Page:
What GDPR means for your supply chain
WHEN people talk about the European Union’s (EU) General Data Protection Regulation (GDPR) coming into effect later this month, they do so in the context of their IT practices.
For most businesses, GDPR is an IT problem that the CIO needs to solve. However, that’s not true. It’s a business problem that needs the support and co-operation of the entire C-suite and board.
Supply chain managers, for example, need to realize the incredible amount of data they possess and how they can protect it.
The thing about supply chains is, you’re never going to be able to keep all the data to yourself. To function, you need to share data with your partners – in fact, it’s critical to share data to build and optimize efficiencies in today’s competitive business landscape.
However, that being said, you can’t avoid compliance because it makes your job more challenging – can you?
To accurately assess how it affects your role as a supply chain manager in your business, map the flow of personal data along the chain you’re responsible for. Identify the recipients of personal data, including sub-processors and where the personal data is processed.
Next, identify existing supplier contracts that involve the processing of personal data and review the data protection provisions you’ve already put in place. If they’re insufficient, make sure you beef up your policies to safeguard your data.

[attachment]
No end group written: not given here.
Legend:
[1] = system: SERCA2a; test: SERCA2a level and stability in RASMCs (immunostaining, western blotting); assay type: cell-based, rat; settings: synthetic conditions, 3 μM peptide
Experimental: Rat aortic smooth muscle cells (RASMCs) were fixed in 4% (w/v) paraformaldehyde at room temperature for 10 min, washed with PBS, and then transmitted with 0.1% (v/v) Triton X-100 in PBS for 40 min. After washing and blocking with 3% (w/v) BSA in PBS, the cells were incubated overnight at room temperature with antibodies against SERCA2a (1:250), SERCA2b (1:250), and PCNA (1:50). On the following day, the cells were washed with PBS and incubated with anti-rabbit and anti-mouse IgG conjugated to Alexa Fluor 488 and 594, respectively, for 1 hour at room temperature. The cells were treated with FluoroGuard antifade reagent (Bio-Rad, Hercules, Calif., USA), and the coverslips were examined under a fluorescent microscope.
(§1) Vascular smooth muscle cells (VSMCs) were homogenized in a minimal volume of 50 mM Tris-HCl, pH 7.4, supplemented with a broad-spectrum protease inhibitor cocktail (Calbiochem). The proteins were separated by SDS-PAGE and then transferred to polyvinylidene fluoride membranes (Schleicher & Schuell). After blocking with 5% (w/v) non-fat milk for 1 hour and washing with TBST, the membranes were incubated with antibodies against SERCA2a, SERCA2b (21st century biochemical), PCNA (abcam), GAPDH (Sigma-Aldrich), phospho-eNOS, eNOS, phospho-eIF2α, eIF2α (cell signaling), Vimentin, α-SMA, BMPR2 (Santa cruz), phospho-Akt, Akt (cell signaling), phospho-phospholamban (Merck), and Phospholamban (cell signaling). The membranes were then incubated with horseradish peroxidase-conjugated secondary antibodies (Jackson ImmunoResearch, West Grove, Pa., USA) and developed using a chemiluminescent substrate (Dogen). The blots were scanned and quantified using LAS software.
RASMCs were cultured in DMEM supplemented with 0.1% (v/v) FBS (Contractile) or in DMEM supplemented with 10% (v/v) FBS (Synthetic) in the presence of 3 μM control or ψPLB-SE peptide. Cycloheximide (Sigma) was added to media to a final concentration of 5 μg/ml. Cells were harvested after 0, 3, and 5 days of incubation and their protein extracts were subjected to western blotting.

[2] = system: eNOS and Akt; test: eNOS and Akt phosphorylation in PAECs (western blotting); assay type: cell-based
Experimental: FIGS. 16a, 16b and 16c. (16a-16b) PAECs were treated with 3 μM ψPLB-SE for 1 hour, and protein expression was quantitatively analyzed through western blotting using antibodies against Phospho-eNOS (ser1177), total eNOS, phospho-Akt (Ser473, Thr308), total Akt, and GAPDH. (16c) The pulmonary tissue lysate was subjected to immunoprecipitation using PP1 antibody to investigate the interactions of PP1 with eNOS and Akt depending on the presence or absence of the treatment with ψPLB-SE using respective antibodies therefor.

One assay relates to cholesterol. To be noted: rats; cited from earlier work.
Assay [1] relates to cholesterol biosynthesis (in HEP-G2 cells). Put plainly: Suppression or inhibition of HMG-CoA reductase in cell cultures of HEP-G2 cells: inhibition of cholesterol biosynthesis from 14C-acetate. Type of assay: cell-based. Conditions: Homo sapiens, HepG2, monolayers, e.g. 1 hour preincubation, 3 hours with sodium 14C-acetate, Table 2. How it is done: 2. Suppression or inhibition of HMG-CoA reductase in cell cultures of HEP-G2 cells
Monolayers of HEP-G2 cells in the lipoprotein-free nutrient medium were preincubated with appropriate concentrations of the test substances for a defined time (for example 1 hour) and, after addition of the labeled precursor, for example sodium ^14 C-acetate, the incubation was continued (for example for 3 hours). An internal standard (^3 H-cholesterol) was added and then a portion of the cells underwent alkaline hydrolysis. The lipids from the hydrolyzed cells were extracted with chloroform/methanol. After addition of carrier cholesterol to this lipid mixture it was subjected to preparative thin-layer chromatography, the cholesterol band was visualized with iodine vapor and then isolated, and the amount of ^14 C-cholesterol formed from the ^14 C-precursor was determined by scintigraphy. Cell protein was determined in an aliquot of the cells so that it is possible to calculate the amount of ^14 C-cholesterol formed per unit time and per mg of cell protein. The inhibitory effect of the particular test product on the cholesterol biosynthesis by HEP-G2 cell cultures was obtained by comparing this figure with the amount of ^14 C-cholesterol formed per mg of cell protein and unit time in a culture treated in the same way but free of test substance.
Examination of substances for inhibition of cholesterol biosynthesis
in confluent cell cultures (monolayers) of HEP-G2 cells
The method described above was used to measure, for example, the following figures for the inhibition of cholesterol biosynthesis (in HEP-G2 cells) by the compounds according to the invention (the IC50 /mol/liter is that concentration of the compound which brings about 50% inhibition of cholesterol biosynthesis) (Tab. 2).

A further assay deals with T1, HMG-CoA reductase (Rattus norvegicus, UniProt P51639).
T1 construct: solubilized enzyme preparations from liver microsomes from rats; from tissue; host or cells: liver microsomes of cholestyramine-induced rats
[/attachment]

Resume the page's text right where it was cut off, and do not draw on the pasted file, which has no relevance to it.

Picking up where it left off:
Remember to consider the organization’s approach to risk in existing and new contracts. Not only do you face financial risk but also significant reputational risks as the GDPR requires you to inform them (and the public) about a data breach.
Once you’re through this, make sure you’re looking outward just as much as you’re looking inward. Evaluate your supply chain partners and the contracts you have with them to ensure they’re required to comply and have the necessary checks in place.
Revisit your insurance policy to understand what your insurer covers and what they don’t in case of a data leak/breach and what are their requirements in terms of evidence that you weren’t negligent in safeguarding that data by yourself.
Supply chains are often complex because they involve many stakeholders – they also present a significant risk to your business in light of the GDPR, but it doesn’t mean you shut down. It only means you do what you do well and work hard on things you didn’t do well previously. Initial efforts to secure your supply chain will be challenging but if done right, they’ll save your business a lot of money and time in the future.